Is your school up for some outdoor fun?
Learning Outside the Classroom is a complete, authoritative set of resources to support schools with their outdoor learning. The series, written by Juliette Green and with a Foreword written by the Council for Learning Outside the Classroom, consists of two books - book one covers learning outside the classroom for EYFS & KS1 and book two covers Learning Outside the Classroom for KS2.
The first book includes both child-initiated and teacher-led activities. View the video below to find out more about the books from Juliette herself.
The Foreword for the Learning Outside the Classroom books has been written by The Council for Learning Outside the Classroom (CLOtC) who says about them:
'The Council for Learning Outside the Classroom welcomes the publication of these books, because we believe that learning beyond the classroom walls should be an everyday part of the curriculum. By utilising the school grounds and local area for learning, the opportunities are accessible and relatively straightforward to plan.'
The Council exists to promote and champion Learning Outside the Classroom so all young people benefit from increased opportunities for high quality and varied educational experiences. The Council is now the leading voice for Learning Outside the Classroom, having taken over responsbility for the Learning Outside the Classroom Manifesto in April 2009, and aims to:
The organisation also provides practical solutions to help educational establishments overcome the perceived barriers to learning outside the classroom. Free online guidance on planning, running and evaluating LOtC experiences can be found on their website at www.lotc.org.uk
The Council's Learning Outside the Classroom Quality Badge Scheme is a national benchmark that helps teachers identify venues offering good quality learning experiences and manage risk effectively. By selecting Badged venues for educational visits teachers gain assurance regarding the quality and safety of the provision and can reduce red tape when planning visits. For more information visit www.lotcqualitybadge.org.uk/
'This book has been produced to give teachers ideas and guidance about delivering the Learning Outside the Classroom (LOTC) agenda, that was promoted by the Department for Children, Schools and Families under the last Government.
'It systematically goes through the 8 strands of LOTC (School grounds, heritage, arts and creativity, built environment, natural environment, farming and countryside, sacred spaces and adventurous education), and links them with different areas of the Early Years Foundation Stage and Key Stage 1 curricula, as well as Every Child Matters.
'It is full of useful case studies and is especially strong on ideas for developing and using school grounds. The more in depth case studies in section 4 show how projects have been used to teach different parts of the curriculum. These case studies are broken down into a series of different sessions, which could be used as lesson plans.
'The book also includes photocopiable pupil and teacher sheets related to certain activities – such as how to make a bog garden/willow done/shadow clock and a list of useful websites. The book should prove useful to heads and teachers trying to introduce more LOTC into their schools.'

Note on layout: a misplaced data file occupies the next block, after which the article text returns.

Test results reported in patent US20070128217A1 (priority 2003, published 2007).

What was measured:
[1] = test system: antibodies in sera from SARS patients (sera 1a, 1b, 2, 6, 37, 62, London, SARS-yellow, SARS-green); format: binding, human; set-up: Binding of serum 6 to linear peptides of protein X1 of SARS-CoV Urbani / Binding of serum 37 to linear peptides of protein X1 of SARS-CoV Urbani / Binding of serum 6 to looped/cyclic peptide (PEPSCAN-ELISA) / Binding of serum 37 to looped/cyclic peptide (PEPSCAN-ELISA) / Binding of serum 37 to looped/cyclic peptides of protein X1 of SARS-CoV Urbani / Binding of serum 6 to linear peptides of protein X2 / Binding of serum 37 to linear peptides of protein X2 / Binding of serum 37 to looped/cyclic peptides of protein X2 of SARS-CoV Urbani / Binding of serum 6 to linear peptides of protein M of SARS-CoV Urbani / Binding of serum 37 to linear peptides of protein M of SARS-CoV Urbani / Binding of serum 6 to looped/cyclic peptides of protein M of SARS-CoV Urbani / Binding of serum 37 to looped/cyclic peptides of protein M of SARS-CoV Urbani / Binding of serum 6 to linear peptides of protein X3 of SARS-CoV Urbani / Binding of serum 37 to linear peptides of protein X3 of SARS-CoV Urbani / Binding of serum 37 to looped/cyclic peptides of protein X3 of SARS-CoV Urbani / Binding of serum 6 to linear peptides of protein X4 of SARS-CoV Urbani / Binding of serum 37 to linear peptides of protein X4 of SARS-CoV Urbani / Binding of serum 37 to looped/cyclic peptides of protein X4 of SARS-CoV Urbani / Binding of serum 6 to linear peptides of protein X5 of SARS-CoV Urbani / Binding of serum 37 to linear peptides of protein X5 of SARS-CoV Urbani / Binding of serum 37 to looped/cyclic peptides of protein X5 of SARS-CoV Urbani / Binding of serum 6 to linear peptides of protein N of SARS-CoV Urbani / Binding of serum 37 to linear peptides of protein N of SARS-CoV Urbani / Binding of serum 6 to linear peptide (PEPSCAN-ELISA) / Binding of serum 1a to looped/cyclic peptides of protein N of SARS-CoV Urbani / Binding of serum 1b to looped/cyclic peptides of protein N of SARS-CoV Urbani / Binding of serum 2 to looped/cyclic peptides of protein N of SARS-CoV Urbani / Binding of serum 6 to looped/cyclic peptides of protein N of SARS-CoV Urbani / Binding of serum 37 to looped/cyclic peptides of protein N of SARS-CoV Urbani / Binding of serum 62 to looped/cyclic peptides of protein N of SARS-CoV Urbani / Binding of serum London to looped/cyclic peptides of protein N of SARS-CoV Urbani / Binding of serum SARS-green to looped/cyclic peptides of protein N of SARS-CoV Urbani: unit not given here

Harriet Menter - National Association for Environmental Education UK (NAEE UK)
Outdoor learning resources from LCP, endorsed by NAEE (www.naee.org.uk/resources/)
Juliette Green answers your frequently asked questions about Learning Outside the Classroom in her own words.
What is learning outside the classroom?
Why is outdoor learning important?
How can I fit outdoor learning into my already busy curriculum?
What about health & safety?
I'm worried about how my pupils will behave outside?
What about problems with the weather?
Who's doing outdoor learning now?
Where can I find out more about outdoor learning?
Learning Outside the Classroom is about recognising that the best place for learning may not always be in a conventional classroom environment. The outdoors should simply be seen as another, much larger classroom, with an abundance of natural resources and many opportunities for hands-on, ‘real-life’ learning. When planning a project or unit of work, teachers should always consider how and where learning would best take place, and plan for frequent, continuous and progressive outdoor learning experiences.
The DCSF's Learning Outside the Classroom Manifesto (DfES 2006) says that learning experiences outside the classroom ‘help us to make sense of the world around us by making links between feelings and learning. They stay with us into adulthood and affect our values and the decisions that we make. They allow us to transfer learning experienced outside to the classroom and vice versa.’ and that 'Every young person should experience the world beyond the classroom as an essential part of learning and personal development, whatever their age, ability or circumstances.'
Learning Outside the Classroom also links very well with the concept of a ‘creative curriculum’, where learning activities are designed to match the needs of the pupils and the geographical and social context of the school.
The Qualifications and Curriculum Development Agency (QCDA) states that when pupils are thinking and behaving creatively, you are likely to see them:
The National Curriculum website says 'Learning activities which take place in the school grounds or local area enable children to think and behave imaginatively, the activities have a purpose, and the outcomes produced are original and valuable. Connections can be made between different parts of the curriculum and the children can apply creative thinking in order to solve problems.'
Learning Outside the Classroom book 1 for EYFS & KS1 £49.95 Add to cart
Learning Outside the Classroom book 2 for KS2 £49.95 Add to cart
Learning Outside the Classroom both books EYFS & KS1 and KS2 £99.90 Add to cart